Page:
Thanks to almost a decade’s research and collaboration, clinicians and service providers now have an appropriate and effective cognitive assessment tool for use with Indigenous Australians, meaning better targeted care and more accurate healthcare data.
However, while the Kimberley Indigenous Cognitive Assessment (KICA) is now broadly recognised by governments and practitioners as the most appropriate to use with Indigenous people, researchers say they are working to develop validated assessment tools for other important areas such as falls, continence and depression.
To share the latest developments in this area, the Australian Association of Gerontology (AAG) will host a webinar next week in which leading experts will discuss the barriers in assessment and the lack of clear pathways in assessment and management.
Among them will be Professor Leon Flicker, Director of the Western Australian Centre for Health & Ageing (WACHA), who was part of the 2004 project headed by Dr Dina LoGiudice that led to the development of KICA.
The webinar will also feature Dr Eddy Strivens, Clinical Director, Older Persons Health Services, Cairns and Hinterland Hospital and Health Service, who validated the KICA in Northern Queensland and will be explaining its use.
High rates found
Once the researchers had developed this validated cognitive assessment tool, they found the rates of age-specific dementia in Indigenous people were up to five times higher than in non-Indigenous.
“In general, Indigenous Australians don’t live as long as non-Indigenous Australians, but their age-specific rates are very high, so they tend to get dementia at much younger ages than non-Indigenous Australians,” says Professor Flicker.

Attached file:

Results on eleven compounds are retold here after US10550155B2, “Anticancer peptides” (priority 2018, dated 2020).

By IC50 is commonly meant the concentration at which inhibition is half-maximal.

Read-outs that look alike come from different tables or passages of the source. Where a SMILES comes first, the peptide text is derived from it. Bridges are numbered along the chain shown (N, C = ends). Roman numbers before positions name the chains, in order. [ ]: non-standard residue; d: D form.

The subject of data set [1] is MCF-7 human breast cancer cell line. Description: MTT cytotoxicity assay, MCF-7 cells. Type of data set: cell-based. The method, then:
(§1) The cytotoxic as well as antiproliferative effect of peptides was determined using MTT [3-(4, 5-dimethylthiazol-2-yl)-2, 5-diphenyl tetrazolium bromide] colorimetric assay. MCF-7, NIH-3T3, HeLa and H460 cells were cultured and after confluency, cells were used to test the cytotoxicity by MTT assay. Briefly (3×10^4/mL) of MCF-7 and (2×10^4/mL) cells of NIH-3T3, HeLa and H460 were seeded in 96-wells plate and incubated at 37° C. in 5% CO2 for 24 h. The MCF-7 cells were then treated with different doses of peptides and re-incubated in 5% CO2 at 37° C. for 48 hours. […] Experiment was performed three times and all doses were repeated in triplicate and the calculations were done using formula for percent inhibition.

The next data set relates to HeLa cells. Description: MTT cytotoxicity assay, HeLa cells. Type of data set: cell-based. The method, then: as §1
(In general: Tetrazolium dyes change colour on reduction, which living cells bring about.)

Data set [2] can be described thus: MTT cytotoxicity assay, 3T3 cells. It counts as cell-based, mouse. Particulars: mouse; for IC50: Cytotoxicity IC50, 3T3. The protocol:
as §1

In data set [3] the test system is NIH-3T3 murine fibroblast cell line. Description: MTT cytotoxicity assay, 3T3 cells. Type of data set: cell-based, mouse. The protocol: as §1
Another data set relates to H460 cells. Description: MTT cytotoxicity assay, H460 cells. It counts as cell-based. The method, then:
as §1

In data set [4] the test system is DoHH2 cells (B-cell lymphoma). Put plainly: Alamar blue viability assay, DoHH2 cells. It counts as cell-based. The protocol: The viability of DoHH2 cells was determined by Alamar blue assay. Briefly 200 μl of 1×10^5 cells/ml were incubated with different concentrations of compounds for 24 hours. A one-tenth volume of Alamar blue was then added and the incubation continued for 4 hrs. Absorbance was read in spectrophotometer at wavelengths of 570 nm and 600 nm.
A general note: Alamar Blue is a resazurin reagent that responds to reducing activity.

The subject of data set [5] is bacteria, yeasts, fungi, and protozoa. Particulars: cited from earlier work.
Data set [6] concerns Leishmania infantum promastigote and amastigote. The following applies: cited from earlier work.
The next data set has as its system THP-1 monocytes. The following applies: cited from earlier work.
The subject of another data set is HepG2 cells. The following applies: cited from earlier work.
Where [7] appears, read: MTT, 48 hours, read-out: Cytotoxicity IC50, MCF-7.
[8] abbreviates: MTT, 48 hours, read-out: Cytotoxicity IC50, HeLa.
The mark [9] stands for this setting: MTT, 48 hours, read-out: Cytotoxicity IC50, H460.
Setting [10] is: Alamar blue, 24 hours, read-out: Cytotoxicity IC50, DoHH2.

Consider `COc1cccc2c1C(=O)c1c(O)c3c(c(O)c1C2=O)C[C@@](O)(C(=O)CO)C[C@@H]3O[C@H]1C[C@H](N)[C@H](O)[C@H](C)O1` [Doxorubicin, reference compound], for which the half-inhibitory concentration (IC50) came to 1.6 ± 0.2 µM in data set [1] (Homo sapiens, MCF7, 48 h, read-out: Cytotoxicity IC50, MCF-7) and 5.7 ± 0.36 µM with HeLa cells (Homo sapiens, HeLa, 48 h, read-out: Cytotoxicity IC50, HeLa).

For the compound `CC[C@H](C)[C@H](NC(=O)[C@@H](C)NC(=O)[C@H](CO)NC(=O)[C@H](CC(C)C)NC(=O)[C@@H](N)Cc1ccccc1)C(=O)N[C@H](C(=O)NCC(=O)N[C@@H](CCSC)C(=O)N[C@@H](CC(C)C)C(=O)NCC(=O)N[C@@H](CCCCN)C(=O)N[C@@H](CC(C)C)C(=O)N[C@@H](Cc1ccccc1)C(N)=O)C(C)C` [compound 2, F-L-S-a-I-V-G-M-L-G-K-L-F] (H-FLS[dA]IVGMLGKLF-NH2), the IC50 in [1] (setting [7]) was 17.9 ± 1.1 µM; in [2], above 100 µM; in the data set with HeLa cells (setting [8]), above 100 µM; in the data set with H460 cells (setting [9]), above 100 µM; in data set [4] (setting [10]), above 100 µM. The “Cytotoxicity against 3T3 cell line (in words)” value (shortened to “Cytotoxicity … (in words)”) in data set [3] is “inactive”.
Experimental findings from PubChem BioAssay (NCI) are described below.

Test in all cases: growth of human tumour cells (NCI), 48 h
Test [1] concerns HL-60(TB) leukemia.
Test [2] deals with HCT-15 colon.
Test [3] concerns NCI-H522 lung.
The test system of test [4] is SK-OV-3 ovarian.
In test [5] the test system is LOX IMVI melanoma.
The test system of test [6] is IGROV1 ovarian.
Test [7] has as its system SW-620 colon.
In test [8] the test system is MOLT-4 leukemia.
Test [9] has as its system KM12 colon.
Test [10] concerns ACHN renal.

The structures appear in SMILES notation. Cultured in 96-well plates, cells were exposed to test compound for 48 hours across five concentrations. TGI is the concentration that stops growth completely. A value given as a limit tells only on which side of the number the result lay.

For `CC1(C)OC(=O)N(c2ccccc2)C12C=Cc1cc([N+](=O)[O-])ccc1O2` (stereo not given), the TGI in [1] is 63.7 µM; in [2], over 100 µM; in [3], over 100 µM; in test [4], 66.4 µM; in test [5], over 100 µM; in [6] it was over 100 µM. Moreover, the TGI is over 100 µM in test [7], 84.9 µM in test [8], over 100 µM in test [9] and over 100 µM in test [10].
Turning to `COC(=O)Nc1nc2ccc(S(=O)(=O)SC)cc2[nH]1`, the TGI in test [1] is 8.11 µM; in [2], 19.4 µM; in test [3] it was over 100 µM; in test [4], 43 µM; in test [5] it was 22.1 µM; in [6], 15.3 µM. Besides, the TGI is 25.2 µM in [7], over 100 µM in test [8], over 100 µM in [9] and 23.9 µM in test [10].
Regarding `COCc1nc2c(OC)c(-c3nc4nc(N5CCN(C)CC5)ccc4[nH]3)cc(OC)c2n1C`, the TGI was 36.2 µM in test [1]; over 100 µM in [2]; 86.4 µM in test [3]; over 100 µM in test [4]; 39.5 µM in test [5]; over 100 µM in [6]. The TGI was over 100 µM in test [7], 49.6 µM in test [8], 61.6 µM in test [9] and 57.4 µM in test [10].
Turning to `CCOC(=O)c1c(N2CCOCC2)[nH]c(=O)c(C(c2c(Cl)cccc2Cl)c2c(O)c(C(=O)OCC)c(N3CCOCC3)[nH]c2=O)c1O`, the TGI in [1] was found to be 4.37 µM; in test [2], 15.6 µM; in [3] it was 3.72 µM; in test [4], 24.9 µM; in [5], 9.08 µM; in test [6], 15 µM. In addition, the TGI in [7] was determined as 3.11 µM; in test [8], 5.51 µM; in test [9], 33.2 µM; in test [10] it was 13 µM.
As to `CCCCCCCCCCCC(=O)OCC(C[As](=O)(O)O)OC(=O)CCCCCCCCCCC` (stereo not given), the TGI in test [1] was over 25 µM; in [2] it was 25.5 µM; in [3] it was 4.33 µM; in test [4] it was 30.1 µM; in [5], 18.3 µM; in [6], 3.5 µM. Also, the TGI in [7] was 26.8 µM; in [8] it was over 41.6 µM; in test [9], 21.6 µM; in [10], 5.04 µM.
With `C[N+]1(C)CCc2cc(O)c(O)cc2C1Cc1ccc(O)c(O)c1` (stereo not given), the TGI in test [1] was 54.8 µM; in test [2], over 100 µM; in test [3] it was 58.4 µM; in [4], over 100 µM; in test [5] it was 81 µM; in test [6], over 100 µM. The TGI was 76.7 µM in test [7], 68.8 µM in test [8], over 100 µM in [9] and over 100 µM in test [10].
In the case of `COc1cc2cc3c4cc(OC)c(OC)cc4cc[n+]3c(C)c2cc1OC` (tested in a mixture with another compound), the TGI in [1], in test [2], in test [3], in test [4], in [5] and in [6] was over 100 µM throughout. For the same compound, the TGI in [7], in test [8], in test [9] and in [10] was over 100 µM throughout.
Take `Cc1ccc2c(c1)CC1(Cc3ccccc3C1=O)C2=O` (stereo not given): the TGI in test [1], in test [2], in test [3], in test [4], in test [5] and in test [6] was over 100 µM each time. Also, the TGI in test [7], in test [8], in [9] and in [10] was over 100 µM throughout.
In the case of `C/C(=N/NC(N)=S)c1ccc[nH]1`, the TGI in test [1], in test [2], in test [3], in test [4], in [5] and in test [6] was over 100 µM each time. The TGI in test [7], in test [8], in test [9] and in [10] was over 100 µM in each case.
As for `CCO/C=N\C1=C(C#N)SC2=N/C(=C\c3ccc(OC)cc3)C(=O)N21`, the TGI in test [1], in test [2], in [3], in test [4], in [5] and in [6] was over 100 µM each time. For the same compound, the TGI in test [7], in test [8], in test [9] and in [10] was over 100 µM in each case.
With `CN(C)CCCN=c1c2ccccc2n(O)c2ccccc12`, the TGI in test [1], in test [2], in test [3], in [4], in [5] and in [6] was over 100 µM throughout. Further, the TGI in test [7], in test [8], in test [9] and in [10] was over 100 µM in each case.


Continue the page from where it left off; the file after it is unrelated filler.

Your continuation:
The study has since been repeated in Sydney and in rural NSW and similar rates of dementia at younger ages in Indigenous people were found, he says.
Other ongoing research, some of which has been published, has also shown comparatively higher rates of falls, incontinence and depression at earlier ages among Indigenous Australians.
“Their falls rates and incontinence rates are probably the same as we would expect in non-Indigenous Australians who are much older,” says Professor Flicker, adding that the rates among Indigenous people aged over 45 are similar to those seen in non-Indigenous people aged in their 70s and beyond.
This apparent increased risk for syndromes associated with ageing in younger Indigenous age groups has numerous possible explanations, the most likely being the fact they have several risk factors for vascular events, diabetes and renal disease, he says.
Discussing the barriers in assessment for Indigenous Australians, which is the central theme of next week’s webinar, Professor Flicker says the standard assessment tools, such as the RUDAS cognitive assessment, do not work very well with remote Indigenous people.
“For a variety of cultural and educational reasons the assessment tools just don’t work and they have to be adapted, particularly for rural and remote Aboriginal people and older Aboriginal people generally.”
Suite of assessment tools
Much of the work developing validated tools has been done in the past decade. “Certainly there’s been some progress, but lots more to come,” he says, adding that researchers are in the process of developing “a suite of assessment tools” in areas including falls, continence, depression and pain.
Professor Flicker says Australia is at the forefront of an international collaborative research effort in this field. When asked how Australia compares internationally, he says that, in general, the gap in outcomes between Indigenous and non-Indigenous people is less pronounced in NZ and Canada, for example, than in Australia. However, he says Canada, NZ and the US have not done as much work developing assessment tools for dementia and other syndromes associated with ageing. “It’s an area we’ve been looking at internationally and collaboratively.”
That international focus will be central to next week’s webinar, which the AAG is hosting in partnership with the Australian and New Zealand Society for Geriatric Medicine and the New Zealand Association of Gerontology.
Other experts taking part include Dr Lorna Dyall, Senior Lecturer Medical, Department of General Practice, School of Population Health, The University of Auckland.
‘Indigenous Ageing: Tools for Better Practice’ will be held on Tuesday 22 October from 1pm to 2pm AESDT
For more information, visit the AAG
Australian Ageing Agenda is the media partner of the AAG